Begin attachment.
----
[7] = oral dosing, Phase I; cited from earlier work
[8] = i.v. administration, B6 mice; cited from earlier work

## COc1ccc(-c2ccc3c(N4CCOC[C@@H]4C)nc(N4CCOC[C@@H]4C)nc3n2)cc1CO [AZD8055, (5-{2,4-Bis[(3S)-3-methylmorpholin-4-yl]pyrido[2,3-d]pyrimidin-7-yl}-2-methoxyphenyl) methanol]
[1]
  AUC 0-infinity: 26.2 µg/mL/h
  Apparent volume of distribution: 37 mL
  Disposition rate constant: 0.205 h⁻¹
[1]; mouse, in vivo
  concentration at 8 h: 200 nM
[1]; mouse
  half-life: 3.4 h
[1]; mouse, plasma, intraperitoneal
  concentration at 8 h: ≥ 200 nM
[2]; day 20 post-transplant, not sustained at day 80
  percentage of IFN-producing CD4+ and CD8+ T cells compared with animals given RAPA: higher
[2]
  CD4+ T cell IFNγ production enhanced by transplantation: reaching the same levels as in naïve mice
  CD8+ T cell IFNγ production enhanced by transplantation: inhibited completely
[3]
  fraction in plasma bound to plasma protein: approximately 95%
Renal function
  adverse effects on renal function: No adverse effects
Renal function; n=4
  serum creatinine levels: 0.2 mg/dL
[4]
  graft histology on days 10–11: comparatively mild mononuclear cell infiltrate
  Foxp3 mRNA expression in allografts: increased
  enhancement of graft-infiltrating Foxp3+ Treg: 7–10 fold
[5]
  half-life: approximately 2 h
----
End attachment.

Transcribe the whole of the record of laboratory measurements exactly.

[7] = oral dosing, Phase I; cited from earlier work
[8] = i.v. administration, B6 mice; cited from earlier work

## COc1ccc(-c2ccc3c(N4CCOC[C@@H]4C)nc(N4CCOC[C@@H]4C)nc3n2)cc1CO [AZD8055, (5-{2,4-Bis[(3S)-3-methylmorpholin-4-yl]pyrido[2,3-d]pyrimidin-7-yl}-2-methoxyphenyl) methanol]
[1]
  AUC 0-infinity: 26.2 µg/mL/h
  Apparent volume of distribution: 37 mL
  Disposition rate constant: 0.205 h⁻¹
[1]; mouse, in vivo
  concentration at 8 h: 200 nM
[1]; mouse
  half-life: 3.4 h
[1]; mouse, plasma, intraperitoneal
  concentration at 8 h: ≥ 200 nM
[2]; day 20 post-transplant, not sustained at day 80
  percentage of IFN-producing CD4+ and CD8+ T cells compared with animals given RAPA: higher
[2]
  CD4+ T cell IFNγ production enhanced by transplantation: reaching the same levels as in naïve mice
  CD8+ T cell IFNγ production enhanced by transplantation: inhibited completely
[3]
  fraction in plasma bound to plasma protein: approximately 95%
Renal function
  adverse effects on renal function: No adverse effects
Renal function; n=4
  serum creatinine levels: 0.2 mg/dL
[4]
  graft histology on days 10–11: comparatively mild mononuclear cell infiltrate
  Foxp3 mRNA expression in allografts: increased
  enhancement of graft-infiltrating Foxp3+ Treg: 7–10 fold
[5]
  half-life: approximately 2 h